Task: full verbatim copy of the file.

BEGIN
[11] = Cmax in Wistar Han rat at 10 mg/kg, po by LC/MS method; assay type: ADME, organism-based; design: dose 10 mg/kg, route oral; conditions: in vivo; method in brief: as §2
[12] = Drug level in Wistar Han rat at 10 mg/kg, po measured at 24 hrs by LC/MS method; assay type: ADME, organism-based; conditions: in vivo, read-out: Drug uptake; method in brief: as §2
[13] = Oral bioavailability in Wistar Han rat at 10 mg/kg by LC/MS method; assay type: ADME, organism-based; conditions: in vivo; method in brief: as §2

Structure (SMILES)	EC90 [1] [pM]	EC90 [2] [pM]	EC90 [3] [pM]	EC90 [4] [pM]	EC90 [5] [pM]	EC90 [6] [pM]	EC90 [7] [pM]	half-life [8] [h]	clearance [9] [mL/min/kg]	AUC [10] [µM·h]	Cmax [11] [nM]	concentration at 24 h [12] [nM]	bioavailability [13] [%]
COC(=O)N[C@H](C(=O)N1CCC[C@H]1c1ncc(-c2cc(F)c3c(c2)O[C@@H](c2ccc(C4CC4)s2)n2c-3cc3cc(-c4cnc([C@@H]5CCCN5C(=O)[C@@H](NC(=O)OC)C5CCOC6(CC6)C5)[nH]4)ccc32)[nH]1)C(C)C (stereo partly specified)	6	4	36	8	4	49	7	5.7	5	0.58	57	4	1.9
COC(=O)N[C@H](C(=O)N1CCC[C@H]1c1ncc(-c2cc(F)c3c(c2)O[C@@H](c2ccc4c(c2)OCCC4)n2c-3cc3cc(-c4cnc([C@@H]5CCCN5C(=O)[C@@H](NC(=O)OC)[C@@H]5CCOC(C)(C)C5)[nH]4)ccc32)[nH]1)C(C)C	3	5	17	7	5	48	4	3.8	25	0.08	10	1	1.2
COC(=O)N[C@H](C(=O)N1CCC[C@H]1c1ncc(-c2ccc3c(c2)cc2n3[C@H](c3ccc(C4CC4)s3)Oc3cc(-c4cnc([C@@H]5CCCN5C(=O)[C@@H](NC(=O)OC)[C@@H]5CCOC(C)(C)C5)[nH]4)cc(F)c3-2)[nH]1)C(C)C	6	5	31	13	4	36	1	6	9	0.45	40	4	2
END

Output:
[11] = Cmax in Wistar Han rat at 10 mg/kg, po by LC/MS method; assay type: ADME, organism-based; design: dose 10 mg/kg, route oral; conditions: in vivo; method in brief: as §2
[12] = Drug level in Wistar Han rat at 10 mg/kg, po measured at 24 hrs by LC/MS method; assay type: ADME, organism-based; conditions: in vivo, read-out: Drug uptake; method in brief: as §2
[13] = Oral bioavailability in Wistar Han rat at 10 mg/kg by LC/MS method; assay type: ADME, organism-based; conditions: in vivo; method in brief: as §2

Structure (SMILES)	EC90 [1] [pM]	EC90 [2] [pM]	EC90 [3] [pM]	EC90 [4] [pM]	EC90 [5] [pM]	EC90 [6] [pM]	EC90 [7] [pM]	half-life [8] [h]	clearance [9] [mL/min/kg]	AUC [10] [µM·h]	Cmax [11] [nM]	concentration at 24 h [12] [nM]	bioavailability [13] [%]
COC(=O)N[C@H](C(=O)N1CCC[C@H]1c1ncc(-c2cc(F)c3c(c2)O[C@@H](c2ccc(C4CC4)s2)n2c-3cc3cc(-c4cnc([C@@H]5CCCN5C(=O)[C@@H](NC(=O)OC)C5CCOC6(CC6)C5)[nH]4)ccc32)[nH]1)C(C)C (stereo partly specified)	6	4	36	8	4	49	7	5.7	5	0.58	57	4	1.9
COC(=O)N[C@H](C(=O)N1CCC[C@H]1c1ncc(-c2cc(F)c3c(c2)O[C@@H](c2ccc4c(c2)OCCC4)n2c-3cc3cc(-c4cnc([C@@H]5CCCN5C(=O)[C@@H](NC(=O)OC)[C@@H]5CCOC(C)(C)C5)[nH]4)ccc32)[nH]1)C(C)C	3	5	17	7	5	48	4	3.8	25	0.08	10	1	1.2
COC(=O)N[C@H](C(=O)N1CCC[C@H]1c1ncc(-c2ccc3c(c2)cc2n3[C@H](c3ccc(C4CC4)s3)Oc3cc(-c4cnc([C@@H]5CCCN5C(=O)[C@@H](NC(=O)OC)[C@@H]5CCOC(C)(C)C5)[nH]4)cc(F)c3-2)[nH]1)C(C)C	6	5	31	13	4	36	1	6	9	0.45	40	4	2